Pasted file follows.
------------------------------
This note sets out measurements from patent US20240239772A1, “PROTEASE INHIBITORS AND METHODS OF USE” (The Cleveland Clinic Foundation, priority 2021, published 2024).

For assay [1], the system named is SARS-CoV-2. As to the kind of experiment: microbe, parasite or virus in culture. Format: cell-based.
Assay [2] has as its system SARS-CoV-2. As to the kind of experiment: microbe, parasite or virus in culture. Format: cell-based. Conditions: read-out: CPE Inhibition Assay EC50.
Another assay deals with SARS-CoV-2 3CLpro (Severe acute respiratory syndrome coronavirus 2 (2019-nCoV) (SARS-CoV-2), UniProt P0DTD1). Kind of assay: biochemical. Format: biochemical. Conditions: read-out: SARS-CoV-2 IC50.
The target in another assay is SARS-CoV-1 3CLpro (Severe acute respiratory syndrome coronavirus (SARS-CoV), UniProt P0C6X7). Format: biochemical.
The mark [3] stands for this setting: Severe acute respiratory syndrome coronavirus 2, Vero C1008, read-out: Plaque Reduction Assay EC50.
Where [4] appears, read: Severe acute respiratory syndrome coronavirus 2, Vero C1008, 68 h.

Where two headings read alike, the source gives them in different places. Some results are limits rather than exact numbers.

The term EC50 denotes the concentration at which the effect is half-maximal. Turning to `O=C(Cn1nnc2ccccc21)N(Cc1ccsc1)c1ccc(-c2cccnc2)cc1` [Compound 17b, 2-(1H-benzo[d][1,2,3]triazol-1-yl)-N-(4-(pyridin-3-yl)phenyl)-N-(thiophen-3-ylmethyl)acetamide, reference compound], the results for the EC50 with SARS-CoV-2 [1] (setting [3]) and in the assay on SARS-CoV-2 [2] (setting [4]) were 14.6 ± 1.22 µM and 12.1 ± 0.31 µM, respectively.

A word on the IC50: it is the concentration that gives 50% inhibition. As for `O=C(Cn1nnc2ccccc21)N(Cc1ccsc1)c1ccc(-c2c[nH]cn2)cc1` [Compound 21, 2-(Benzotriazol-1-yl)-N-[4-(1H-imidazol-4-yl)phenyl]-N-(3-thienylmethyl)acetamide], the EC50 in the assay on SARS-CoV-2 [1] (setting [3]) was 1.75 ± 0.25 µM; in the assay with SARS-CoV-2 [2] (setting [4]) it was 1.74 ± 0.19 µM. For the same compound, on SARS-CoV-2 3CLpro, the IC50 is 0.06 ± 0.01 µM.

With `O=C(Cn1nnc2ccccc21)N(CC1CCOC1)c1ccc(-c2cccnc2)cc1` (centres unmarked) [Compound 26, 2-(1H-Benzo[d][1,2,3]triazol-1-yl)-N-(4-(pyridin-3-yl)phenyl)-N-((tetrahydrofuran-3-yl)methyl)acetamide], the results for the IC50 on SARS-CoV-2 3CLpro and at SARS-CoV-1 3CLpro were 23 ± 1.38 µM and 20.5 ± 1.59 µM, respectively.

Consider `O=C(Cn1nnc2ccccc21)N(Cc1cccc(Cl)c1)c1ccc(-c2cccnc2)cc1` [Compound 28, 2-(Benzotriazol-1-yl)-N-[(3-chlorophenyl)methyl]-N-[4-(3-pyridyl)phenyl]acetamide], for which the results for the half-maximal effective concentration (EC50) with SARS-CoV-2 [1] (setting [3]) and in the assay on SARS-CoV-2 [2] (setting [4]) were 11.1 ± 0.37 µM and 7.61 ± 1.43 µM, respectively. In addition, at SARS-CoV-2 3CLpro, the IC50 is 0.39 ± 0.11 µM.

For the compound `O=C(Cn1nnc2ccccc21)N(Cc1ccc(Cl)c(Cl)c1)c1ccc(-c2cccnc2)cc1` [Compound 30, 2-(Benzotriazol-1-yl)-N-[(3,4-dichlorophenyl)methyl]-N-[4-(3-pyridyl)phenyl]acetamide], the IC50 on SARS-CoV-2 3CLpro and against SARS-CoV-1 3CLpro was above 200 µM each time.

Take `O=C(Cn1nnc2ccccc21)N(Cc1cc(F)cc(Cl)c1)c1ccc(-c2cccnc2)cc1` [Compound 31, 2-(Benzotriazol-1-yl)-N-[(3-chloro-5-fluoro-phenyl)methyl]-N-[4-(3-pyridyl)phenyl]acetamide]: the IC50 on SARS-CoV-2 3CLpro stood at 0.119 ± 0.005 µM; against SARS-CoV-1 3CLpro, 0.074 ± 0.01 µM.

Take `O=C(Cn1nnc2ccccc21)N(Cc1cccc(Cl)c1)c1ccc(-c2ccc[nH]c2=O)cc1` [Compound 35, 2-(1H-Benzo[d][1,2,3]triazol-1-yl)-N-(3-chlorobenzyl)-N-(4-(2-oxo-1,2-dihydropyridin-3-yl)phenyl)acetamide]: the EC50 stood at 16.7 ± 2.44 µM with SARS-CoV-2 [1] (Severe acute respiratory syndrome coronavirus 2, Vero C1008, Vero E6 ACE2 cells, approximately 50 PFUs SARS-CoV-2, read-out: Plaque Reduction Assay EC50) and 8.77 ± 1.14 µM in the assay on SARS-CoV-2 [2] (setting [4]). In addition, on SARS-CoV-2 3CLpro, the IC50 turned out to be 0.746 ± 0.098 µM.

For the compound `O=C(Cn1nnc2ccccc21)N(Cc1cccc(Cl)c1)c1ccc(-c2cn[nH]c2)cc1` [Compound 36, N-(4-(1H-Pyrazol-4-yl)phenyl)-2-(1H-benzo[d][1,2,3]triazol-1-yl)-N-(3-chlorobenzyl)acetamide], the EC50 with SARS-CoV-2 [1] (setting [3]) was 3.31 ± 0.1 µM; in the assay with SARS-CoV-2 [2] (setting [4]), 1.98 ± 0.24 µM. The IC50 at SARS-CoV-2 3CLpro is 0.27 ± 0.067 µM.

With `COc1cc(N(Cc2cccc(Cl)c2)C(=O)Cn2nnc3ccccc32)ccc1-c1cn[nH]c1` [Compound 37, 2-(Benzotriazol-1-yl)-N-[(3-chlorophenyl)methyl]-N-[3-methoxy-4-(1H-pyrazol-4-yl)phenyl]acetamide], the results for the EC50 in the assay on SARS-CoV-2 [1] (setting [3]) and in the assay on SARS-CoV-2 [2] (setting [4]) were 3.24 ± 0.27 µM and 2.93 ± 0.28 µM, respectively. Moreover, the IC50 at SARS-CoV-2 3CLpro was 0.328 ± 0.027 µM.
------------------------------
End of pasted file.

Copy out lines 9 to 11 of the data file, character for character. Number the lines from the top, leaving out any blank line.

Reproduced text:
The term EC50 denotes the concentration at which the effect is half-maximal. Turning to `O=C(Cn1nnc2ccccc21)N(Cc1ccsc1)c1ccc(-c2cccnc2)cc1` [Compound 17b, 2-(1H-benzo[d][1,2,3]triazol-1-yl)-N-(4-(pyridin-3-yl)phenyl)-N-(thiophen-3-ylmethyl)acetamide, reference compound], the results for the EC50 with SARS-CoV-2 [1] (setting [3]) and in the assay on SARS-CoV-2 [2] (setting [4]) were 14.6 ± 1.22 µM and 12.1 ± 0.31 µM, respectively.

A word on the IC50: it is the concentration that gives 50% inhibition. As for `O=C(Cn1nnc2ccccc21)N(Cc1ccsc1)c1ccc(-c2c[nH]cn2)cc1` [Compound 21, 2-(Benzotriazol-1-yl)-N-[4-(1H-imidazol-4-yl)phenyl]-N-(3-thienylmethyl)acetamide], the EC50 in the assay on SARS-CoV-2 [1] (setting [3]) was 1.75 ± 0.25 µM; in the assay with SARS-CoV-2 [2] (setting [4]) it was 1.74 ± 0.19 µM. For the same compound, on SARS-CoV-2 3CLpro, the IC50 is 0.06 ± 0.01 µM.

With `O=C(Cn1nnc2ccccc21)N(CC1CCOC1)c1ccc(-c2cccnc2)cc1` (centres unmarked) [Compound 26, 2-(1H-Benzo[d][1,2,3]triazol-1-yl)-N-(4-(pyridin-3-yl)phenyl)-N-((tetrahydrofuran-3-yl)methyl)acetamide], the results for the IC50 on SARS-CoV-2 3CLpro and at SARS-CoV-1 3CLpro were 23 ± 1.38 µM and 20.5 ± 1.59 µM, respectively.